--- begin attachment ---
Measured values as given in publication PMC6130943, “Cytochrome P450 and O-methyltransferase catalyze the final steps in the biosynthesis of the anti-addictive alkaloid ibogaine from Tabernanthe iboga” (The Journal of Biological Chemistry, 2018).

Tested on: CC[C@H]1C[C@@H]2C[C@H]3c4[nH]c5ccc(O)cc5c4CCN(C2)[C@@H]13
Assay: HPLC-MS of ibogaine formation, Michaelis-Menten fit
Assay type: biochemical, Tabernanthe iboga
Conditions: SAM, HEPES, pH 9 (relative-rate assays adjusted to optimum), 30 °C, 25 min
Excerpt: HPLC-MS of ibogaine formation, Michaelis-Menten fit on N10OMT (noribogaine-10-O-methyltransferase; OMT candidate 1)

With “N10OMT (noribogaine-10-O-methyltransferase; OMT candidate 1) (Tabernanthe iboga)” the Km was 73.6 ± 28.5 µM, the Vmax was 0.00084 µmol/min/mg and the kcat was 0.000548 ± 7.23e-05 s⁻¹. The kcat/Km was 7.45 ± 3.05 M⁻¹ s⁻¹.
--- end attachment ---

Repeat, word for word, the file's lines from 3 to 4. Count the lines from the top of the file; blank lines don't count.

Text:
Assay: HPLC-MS of ibogaine formation, Michaelis-Menten fit
Assay type: biochemical, Tabernanthe iboga